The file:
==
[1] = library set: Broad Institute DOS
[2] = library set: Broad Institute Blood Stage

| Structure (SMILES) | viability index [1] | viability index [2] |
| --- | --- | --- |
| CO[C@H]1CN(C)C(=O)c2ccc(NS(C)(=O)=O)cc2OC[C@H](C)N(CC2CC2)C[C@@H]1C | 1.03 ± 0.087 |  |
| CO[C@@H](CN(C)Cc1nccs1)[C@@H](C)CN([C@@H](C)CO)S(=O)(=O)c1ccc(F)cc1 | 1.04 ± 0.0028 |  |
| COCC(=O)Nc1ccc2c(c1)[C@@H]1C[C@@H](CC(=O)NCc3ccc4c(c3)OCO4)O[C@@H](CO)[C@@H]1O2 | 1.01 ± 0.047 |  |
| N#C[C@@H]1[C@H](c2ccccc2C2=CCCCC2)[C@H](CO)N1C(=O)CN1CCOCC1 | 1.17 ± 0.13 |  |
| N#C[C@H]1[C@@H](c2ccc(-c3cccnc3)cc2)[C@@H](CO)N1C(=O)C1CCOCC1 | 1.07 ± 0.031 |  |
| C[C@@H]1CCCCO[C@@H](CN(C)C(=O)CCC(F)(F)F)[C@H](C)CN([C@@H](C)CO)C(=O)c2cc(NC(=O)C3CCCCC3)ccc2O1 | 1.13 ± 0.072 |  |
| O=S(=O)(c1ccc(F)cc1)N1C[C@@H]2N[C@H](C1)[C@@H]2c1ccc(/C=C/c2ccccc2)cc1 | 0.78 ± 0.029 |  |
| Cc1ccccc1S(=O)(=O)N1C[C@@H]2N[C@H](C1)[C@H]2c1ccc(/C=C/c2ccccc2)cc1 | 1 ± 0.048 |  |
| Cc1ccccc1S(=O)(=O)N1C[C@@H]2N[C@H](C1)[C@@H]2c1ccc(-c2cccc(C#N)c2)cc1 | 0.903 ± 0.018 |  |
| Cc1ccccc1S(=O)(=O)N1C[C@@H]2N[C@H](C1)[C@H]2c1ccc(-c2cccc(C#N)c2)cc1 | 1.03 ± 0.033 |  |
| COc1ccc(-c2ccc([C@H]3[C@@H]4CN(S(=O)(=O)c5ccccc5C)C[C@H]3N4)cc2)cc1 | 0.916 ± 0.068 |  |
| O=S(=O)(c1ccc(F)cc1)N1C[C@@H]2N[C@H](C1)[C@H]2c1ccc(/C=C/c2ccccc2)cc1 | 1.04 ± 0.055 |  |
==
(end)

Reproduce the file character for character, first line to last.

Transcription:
[1] = library set: Broad Institute DOS
[2] = library set: Broad Institute Blood Stage

| Structure (SMILES) | viability index [1] | viability index [2] |
| --- | --- | --- |
| CO[C@H]1CN(C)C(=O)c2ccc(NS(C)(=O)=O)cc2OC[C@H](C)N(CC2CC2)C[C@@H]1C | 1.03 ± 0.087 |  |
| CO[C@@H](CN(C)Cc1nccs1)[C@@H](C)CN([C@@H](C)CO)S(=O)(=O)c1ccc(F)cc1 | 1.04 ± 0.0028 |  |
| COCC(=O)Nc1ccc2c(c1)[C@@H]1C[C@@H](CC(=O)NCc3ccc4c(c3)OCO4)O[C@@H](CO)[C@@H]1O2 | 1.01 ± 0.047 |  |
| N#C[C@@H]1[C@H](c2ccccc2C2=CCCCC2)[C@H](CO)N1C(=O)CN1CCOCC1 | 1.17 ± 0.13 |  |
| N#C[C@H]1[C@@H](c2ccc(-c3cccnc3)cc2)[C@@H](CO)N1C(=O)C1CCOCC1 | 1.07 ± 0.031 |  |
| C[C@@H]1CCCCO[C@@H](CN(C)C(=O)CCC(F)(F)F)[C@H](C)CN([C@@H](C)CO)C(=O)c2cc(NC(=O)C3CCCCC3)ccc2O1 | 1.13 ± 0.072 |  |
| O=S(=O)(c1ccc(F)cc1)N1C[C@@H]2N[C@H](C1)[C@@H]2c1ccc(/C=C/c2ccccc2)cc1 | 0.78 ± 0.029 |  |
| Cc1ccccc1S(=O)(=O)N1C[C@@H]2N[C@H](C1)[C@H]2c1ccc(/C=C/c2ccccc2)cc1 | 1 ± 0.048 |  |
| Cc1ccccc1S(=O)(=O)N1C[C@@H]2N[C@H](C1)[C@@H]2c1ccc(-c2cccc(C#N)c2)cc1 | 0.903 ± 0.018 |  |
| Cc1ccccc1S(=O)(=O)N1C[C@@H]2N[C@H](C1)[C@H]2c1ccc(-c2cccc(C#N)c2)cc1 | 1.03 ± 0.033 |  |
| COc1ccc(-c2ccc([C@H]3[C@@H]4CN(S(=O)(=O)c5ccccc5C)C[C@H]3N4)cc2)cc1 | 0.916 ± 0.068 |  |
| O=S(=O)(c1ccc(F)cc1)N1C[C@@H]2N[C@H](C1)[C@H]2c1ccc(/C=C/c2ccccc2)cc1 | 1.04 ± 0.055 |  |